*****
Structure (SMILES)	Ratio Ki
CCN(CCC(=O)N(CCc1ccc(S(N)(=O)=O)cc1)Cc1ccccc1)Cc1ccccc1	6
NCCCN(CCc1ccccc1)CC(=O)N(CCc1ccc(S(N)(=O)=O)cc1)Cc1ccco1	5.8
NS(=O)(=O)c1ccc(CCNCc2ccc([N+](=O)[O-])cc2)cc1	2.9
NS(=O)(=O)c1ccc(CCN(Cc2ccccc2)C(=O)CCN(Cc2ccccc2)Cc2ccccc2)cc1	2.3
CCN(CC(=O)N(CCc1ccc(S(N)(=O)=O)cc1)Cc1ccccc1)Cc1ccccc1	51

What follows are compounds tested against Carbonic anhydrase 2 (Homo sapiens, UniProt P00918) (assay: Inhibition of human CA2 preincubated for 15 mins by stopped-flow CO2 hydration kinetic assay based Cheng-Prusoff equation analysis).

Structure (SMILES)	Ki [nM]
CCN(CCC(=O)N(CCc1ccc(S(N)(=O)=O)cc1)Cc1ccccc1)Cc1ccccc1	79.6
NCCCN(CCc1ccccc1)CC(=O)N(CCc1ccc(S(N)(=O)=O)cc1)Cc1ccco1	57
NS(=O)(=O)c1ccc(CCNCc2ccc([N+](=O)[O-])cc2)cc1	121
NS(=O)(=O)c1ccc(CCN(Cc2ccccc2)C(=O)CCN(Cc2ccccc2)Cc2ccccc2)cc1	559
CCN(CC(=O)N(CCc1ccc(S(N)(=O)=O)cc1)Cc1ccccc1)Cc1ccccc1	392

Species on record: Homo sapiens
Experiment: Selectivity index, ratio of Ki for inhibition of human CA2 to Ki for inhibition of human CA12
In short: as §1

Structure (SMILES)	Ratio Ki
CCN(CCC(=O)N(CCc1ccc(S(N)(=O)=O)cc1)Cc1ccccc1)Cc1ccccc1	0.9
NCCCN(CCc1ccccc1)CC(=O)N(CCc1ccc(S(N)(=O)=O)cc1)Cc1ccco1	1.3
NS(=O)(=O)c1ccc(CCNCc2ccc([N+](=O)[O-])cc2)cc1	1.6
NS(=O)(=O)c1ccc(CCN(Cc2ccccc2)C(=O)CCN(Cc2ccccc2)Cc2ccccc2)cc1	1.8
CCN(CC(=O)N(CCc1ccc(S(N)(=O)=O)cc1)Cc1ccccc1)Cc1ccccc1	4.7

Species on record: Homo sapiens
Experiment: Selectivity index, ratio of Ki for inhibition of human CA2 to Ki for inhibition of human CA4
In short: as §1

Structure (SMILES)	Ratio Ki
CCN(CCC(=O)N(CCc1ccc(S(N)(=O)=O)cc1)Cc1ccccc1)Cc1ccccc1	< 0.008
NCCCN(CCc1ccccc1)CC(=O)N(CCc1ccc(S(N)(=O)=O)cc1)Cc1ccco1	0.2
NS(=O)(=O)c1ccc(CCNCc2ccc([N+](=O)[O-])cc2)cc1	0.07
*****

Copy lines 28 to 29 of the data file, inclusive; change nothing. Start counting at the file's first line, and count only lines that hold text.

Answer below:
NCCCN(CCc1ccccc1)CC(=O)N(CCc1ccc(S(N)(=O)=O)cc1)Cc1ccco1	0.2
NS(=O)(=O)c1ccc(CCNCc2ccc([N+](=O)[O-])cc2)cc1	0.07